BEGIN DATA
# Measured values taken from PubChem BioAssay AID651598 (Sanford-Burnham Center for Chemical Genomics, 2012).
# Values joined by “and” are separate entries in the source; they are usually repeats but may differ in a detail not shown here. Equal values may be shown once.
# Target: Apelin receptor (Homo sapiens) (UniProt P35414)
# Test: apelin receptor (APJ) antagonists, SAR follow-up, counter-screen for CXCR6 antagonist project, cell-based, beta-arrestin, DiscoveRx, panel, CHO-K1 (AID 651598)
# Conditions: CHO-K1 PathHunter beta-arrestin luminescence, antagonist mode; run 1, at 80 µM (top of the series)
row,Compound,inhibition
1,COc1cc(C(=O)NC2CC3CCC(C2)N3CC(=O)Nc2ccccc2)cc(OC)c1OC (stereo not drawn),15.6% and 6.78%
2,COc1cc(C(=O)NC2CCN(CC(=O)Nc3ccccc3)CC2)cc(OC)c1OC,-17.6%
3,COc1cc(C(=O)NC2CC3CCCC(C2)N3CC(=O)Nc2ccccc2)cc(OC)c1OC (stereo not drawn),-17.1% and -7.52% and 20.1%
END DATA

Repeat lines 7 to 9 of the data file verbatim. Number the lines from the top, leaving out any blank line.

1,COc1cc(C(=O)NC2CC3CCC(C2)N3CC(=O)Nc2ccccc2)cc(OC)c1OC (stereo not drawn),15.6% and 6.78%
2,COc1cc(C(=O)NC2CCN(CC(=O)Nc3ccccc3)CC2)cc(OC)c1OC,-17.6%
3,COc1cc(C(=O)NC2CC3CCCC(C2)N3CC(=O)Nc2ccccc2)cc(OC)c1OC (stereo not drawn),-17.1% and -7.52% and 20.1%